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ARS Home » Pacific West Area » Davis, California » Crops Pathology and Genetics Research » Research » Publications at this Location » Publication #200902

Title: NITROGEN CAPTURE BY GRAPEVINE ROOTS AND ARBUSCULAR MYCORRHIZAL FUNGI FROM LEGUME COVER CROP RESIDUES UNDER LOW RATES OF MINERAL FERTILIZATION

Author
item CHENG, XIAOMEI
item Euliss, Amy
item Baumgartner, Kendra

Submitted to: Biology and Fertility of Soils
Publication Type: Peer Reviewed Journal
Publication Acceptance Date: 2/4/2008
Publication Date: 8/1/2008
Citation: Cheng, X., Euliss, A.L., Baumgartner, K. 2008. NITROGEN CAPTURE BY GRAPEVINE ROOTS AND ARBUSCULAR MYCORRHIZAL FUNGI FROM LEGUME COVER CROP RESIDUES UNDER LOW RATES OF MINERAL FERTILIZATION. Biology and Fertility of Soils. 44:965-973.

Interpretive Summary: The influence of low levels of fertilization on arbuscular mycorrhizal fungi (AMF)-mediated nitrogen (N) capture from a legume crop (Medicago polymorpha) was examined in grapevines. We hypothesized that, because the mycorrhizal host was grown in nutrient-poor soil, that fertilization would increase both host and fungal growth and, in turn, increase 15N uptake by both roots and hyphae from the residue. Plants were grown in low fertility soil and were either fertilized or nonfertilized. Specially-designed cores surrounded by mesh were vertically inserted into containers to allow mycorrhizal roots and extraradical hyphae (mycorrhizosphere treatment), extraradical hyphae (hyphosphere treatment), or neither (bulk soil treatment) to proliferate residue inside the cores. Our findings of higher levels of N in the grapevines, higher grapevine biomass, and higher intraradical colonization of fertilized vines indicate that fertilization stimulated growth of both the host and the fungus. Fertilization did not affect extraradical colonization or root biomass of the hyphosphere and mycorrhizosphere cores, respectively, but did significantly lower 15N atom% excess and %N derived from the legume residue (%NDFL) in leaves and stems of fertilized vines by approximately 50%. Our results suggest that minimal fertilization may decrease grapevine N uptake by mycorrhizal roots and extraradical hyphae from legume cover crops.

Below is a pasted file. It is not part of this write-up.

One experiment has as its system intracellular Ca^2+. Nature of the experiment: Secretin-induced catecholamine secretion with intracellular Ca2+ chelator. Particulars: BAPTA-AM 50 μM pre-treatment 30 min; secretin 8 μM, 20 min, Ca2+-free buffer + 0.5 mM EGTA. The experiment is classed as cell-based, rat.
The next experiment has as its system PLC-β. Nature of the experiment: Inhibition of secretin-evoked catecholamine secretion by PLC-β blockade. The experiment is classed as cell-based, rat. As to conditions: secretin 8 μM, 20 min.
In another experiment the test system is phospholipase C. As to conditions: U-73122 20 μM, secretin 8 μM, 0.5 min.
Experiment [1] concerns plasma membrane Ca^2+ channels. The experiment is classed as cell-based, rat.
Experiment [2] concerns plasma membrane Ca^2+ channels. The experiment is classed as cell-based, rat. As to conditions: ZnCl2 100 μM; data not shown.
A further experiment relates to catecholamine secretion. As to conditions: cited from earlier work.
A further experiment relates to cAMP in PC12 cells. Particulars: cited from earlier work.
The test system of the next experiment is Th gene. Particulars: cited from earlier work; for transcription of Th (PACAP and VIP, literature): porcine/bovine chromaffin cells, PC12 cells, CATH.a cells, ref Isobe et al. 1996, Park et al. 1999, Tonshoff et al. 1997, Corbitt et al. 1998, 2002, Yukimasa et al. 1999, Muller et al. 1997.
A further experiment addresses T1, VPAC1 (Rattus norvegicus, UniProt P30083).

Technical Abstract: The influence of minimal fertilization on arbuscular mycorrhizal fungi (AMF)-mediated 15N capture from a legume crop (Medicago polymorpha) was examined in Vitis vinifera. We hypothesized that, because the mycorrhizal host was grown in nutrient-limiting soil, minimal fertilization would increase both host and fungal growth and, in turn, increase 15N uptake by both roots and hyphae from the residue. Plants were grown in low fertility soil and were either fertilized with 0.25X Hoagland’s solution or nonfertilized. PVC cores surrounded by mesh were vertically inserted into containers to allow mycorrhizal roots and extraradical hyphae (mycorrhizosphere treatment), extraradical hyphae (hyphosphere treatment), or neither (bulk soil treatment) to proliferate residue inside the cores. Our findings of higher tissue N and biomass, and higher intraradical colonization of fertilized plants indicate that fertilization stimulated growth of both the host and the fungus. Fertilization did not affect extraradical colonization or root biomass of the hyphosphere and mycorrhizosphere cores, respectively, but did significantly lower 15N atom% excess and %N derived from the legume residue (%NDFL) in leaves and stems of fertilized plants by approximately 50%. Our results suggest that minimal fertilization may decrease grapevine N uptake by mycorrhizal roots and extraradical hyphae from legume cover crops.